Last year we loved introducing our East Coast family to our California tradition of tamales for Christmas. Tamales are a traditional Latin American dish, made from corn masa and a flavored filling, all wrapped around a corn husk shaped into a little packet. Our family is crazy for them, and during the Christmas season it’s not unusual to see little hands grabbing for tamales just as quickly as we can churn them out.
This year, we decided to do it again – but we made it easier on ourselves with an easy-to-use tamale kit, a gift from Melissa’s.
This kit is pretty cool – Inside, you have 12 corn husks, already soaked and bend-able, and a masa mix to which you just add water. Within seconds you have a perfect masa paste to spread on your corn husks. After that you just add your favorite fillings, wrap the whole thing up, and steam.
For dinner, we started with a simple shredded beef filling. We simmered 2 pounds of top round steak for three hours in beef broth, until it was falling-apart tender. Then we shredded it and simmered it for another hour with tomato sauce, chili powder, adobo powder, salt and pepper. This made enough filling for approximately two dozen tamales – just enough to feed our crowd of nine for one dinner.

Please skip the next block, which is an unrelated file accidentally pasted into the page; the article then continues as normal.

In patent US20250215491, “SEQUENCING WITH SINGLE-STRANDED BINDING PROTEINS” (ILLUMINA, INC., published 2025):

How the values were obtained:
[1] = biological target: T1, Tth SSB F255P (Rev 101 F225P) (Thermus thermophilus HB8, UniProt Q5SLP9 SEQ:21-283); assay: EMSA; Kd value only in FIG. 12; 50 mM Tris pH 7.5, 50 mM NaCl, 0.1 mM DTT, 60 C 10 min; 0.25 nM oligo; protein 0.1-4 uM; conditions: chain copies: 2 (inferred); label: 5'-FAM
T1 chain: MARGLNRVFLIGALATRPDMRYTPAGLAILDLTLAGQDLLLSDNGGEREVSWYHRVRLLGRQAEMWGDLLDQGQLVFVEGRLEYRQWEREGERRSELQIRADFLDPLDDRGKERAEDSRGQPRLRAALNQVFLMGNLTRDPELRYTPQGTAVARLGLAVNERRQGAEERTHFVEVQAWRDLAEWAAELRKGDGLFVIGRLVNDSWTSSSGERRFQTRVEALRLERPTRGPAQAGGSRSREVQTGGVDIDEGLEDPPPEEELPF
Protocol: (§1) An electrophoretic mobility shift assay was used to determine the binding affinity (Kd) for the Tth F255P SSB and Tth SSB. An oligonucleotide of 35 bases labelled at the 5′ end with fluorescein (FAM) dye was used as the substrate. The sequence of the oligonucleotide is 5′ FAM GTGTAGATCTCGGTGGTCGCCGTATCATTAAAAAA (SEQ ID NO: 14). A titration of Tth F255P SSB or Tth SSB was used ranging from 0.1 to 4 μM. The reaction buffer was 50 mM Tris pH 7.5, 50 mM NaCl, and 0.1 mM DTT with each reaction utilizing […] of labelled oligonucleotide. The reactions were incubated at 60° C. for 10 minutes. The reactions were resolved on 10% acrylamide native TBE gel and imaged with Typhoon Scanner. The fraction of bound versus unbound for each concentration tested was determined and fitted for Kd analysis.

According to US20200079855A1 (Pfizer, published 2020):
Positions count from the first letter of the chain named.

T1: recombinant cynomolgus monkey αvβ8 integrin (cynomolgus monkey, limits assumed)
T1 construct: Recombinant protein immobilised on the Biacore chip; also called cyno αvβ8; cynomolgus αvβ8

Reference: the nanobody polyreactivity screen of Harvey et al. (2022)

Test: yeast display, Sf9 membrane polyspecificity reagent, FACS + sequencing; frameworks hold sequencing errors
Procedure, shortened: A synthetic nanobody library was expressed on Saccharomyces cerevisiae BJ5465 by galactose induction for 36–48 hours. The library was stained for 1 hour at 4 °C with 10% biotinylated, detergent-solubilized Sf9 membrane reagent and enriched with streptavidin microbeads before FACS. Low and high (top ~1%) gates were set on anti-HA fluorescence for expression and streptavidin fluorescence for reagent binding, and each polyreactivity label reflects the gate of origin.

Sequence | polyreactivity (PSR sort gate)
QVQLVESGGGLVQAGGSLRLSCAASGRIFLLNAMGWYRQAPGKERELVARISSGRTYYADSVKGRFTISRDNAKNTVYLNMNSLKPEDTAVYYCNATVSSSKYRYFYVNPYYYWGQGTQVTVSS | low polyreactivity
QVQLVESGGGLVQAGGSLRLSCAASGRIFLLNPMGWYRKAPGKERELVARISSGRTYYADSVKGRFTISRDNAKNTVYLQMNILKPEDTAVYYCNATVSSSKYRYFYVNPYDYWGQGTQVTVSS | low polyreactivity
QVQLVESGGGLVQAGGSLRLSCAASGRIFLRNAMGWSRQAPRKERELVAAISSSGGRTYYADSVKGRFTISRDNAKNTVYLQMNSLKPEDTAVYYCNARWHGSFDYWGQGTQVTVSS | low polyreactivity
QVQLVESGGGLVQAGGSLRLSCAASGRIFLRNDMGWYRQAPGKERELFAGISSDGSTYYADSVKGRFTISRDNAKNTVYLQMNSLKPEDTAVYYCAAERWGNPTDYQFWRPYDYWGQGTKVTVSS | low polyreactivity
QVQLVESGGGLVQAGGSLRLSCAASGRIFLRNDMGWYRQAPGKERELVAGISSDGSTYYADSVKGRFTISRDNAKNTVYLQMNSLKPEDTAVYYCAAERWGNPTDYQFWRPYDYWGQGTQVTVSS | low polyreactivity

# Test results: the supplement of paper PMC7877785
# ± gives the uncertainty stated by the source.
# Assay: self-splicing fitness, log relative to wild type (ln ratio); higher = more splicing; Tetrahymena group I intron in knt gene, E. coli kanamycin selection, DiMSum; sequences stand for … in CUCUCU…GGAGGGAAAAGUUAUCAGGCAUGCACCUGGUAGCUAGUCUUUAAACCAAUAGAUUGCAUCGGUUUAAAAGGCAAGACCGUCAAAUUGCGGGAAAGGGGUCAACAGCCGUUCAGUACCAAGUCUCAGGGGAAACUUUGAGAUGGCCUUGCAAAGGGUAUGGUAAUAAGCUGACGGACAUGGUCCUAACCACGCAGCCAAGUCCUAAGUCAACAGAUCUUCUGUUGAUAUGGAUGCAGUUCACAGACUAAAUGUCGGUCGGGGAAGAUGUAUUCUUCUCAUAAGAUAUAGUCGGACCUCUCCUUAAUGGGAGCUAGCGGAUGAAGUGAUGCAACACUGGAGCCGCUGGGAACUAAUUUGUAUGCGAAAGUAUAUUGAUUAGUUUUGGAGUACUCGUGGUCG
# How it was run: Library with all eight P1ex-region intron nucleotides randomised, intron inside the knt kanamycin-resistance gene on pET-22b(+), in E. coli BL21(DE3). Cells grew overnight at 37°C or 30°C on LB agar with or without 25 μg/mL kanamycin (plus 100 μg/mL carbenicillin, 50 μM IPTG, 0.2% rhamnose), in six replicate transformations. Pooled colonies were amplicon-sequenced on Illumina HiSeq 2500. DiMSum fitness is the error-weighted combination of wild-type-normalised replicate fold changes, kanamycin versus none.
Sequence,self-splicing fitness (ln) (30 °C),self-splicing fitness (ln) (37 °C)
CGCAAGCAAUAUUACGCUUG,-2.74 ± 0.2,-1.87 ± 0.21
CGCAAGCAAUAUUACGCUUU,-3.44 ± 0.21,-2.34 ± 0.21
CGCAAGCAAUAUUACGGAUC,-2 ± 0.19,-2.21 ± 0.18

After we polished off the beef tamales, we decided to follow a recipe we found inside the Melissa’s kit for cherry/chocolate dessert tamales. Do you think we had trouble recruiting volunteers to help with this one? Not a chance. Sure, we sacrificed a few extra chocolate chips but it all worked out well in the end.
These choco-cherry tamales are extremely tasty and they will probably be the perfect treat for anyone who is tired of overly sweet Christmas desserts. Plus, they’re chocolate – and no kid we know has ever had a problem with that.
From our family to yours, we wish you a wonderful Christmas. The next post you’ll see will be a round-up of our first annual Christmas Eve stromboli competition. Rumor has it that some family members are taking this so seriously there are going to be actual trophies involved. Will the best stromboli win, or will some desperate stromboli chef attempt to stuff the ballot box? Stay tuned.